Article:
The launch this week of a heritage trail in the Birmingham suburbs of Handsworth and Lozells, areas often associated with gang crime and rioting, sounds irrational. Surely it is flak jacketed police officers, stop-and-search powers and curfews that these places need, not a tour guide to the Industrial Revolution? Certainly the local MP thinks so.
But this is to mistake the importance of history in changing the nature of a place. Crime worsens when people feel no allegiance or loyalty to their surroundings, when they have no reason to care for the buildings and people around them. But for a place to command loyalty it has to be valued and this is the challenge facing community organisers in areas like Handsworth and Lozells.
One way of uncovering the value of a place is through its history. From the densely crowded streets of Britain's towns to its hills and forests, the way we live now is testament to the concatenation of hundreds of different stories stretching back through time. The job of the historian is to unpick these different histories, to explain how they work and why they matter.
Best of all for unloved suburbs, extraordinary things survive in unusual places. This hit home recently when I was cycling through the Birkenhead docks on the Wirral peninsula. It was dusk and the place was deserted, almost eerily quiet, with great mouldering blocks of defunct machinery standing by stagnant pools of water. I was cycling past one of these old docks when a great rusty ship loomed up through the semi-darkness. It was half-submerged, its mast lying at a sharp angle to the water.
A quick internet search told me it was a research vessel from the 1950s called Sarsia, which enjoyed a long life in service of the Marine Biological Association, sailing from Spain to the Baltic. This great rusty piece of junk turned out to be a slice of Britain's scientific history.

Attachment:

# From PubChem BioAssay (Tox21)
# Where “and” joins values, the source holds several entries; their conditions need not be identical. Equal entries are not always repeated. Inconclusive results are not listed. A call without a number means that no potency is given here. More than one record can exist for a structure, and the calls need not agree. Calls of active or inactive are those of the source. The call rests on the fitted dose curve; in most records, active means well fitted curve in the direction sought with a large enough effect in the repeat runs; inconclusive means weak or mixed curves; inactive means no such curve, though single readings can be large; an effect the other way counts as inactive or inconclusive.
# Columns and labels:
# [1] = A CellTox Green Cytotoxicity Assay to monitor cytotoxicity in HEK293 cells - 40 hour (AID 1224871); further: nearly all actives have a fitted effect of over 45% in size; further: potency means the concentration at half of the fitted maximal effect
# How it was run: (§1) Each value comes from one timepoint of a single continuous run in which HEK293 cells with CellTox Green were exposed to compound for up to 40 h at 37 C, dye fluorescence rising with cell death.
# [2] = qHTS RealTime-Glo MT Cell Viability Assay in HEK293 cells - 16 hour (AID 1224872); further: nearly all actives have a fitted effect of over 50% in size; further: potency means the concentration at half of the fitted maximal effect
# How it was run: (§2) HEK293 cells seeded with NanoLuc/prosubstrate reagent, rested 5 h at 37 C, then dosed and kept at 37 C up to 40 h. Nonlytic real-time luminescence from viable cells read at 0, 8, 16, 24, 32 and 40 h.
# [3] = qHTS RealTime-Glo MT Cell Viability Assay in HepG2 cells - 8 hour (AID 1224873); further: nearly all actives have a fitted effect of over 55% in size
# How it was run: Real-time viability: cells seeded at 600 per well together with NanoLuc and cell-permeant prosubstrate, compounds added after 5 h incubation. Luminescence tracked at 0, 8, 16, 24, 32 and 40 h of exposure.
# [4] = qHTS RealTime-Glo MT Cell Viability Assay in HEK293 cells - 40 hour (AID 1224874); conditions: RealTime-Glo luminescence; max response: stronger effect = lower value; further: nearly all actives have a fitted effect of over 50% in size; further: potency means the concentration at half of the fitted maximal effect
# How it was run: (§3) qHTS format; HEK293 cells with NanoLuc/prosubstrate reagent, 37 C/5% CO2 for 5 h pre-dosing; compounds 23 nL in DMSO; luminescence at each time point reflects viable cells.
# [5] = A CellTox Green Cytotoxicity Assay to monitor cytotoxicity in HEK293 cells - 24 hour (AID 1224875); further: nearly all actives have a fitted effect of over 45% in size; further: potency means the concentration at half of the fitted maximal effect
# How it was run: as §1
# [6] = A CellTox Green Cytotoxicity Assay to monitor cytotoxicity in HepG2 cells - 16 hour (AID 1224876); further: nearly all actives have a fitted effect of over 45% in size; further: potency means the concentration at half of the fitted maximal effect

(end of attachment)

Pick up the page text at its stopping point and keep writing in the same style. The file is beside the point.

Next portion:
I was reminded again of our changing industrial landscape watching Claude Friese-Greene's 1927 colour film of London, recently released to a mini-Twitter storm. The most striking differences from the modern city are the barges which line the banks of the Thames and the cranes which bristle above. The shots of men in suits and flat caps in Petticoat Lane Market are infinitely more interesting than those of Whitehall or Trafalgar Square, which are barely changed.
In Birmingham, visitors to the new trail will go to St Mary's Convent designed by the great A. W. N. Pugin in the 1840s and paid for by a businessman whose firm still exists in the city's Jewellery Quarter. In St Mary's church they will see the final resting places of James Watt and Matthew Boulton, heroes of the Industrial Revolution and proud sons of the area (although Watt was a supporter of terrible alterations to the church's medieval fabric).
These things are not only tourist attractions in their own right, but reveal something important about Britain's history. It is not the just the stories of kings and queens, prime ministers and politicians that matter to the way we live now. Britain's history also takes place in the suburbs and countryside which still provide the backbone of our industry and agriculture. Tours like the one in Birmingham do something to help rebalance the heritage industry to match.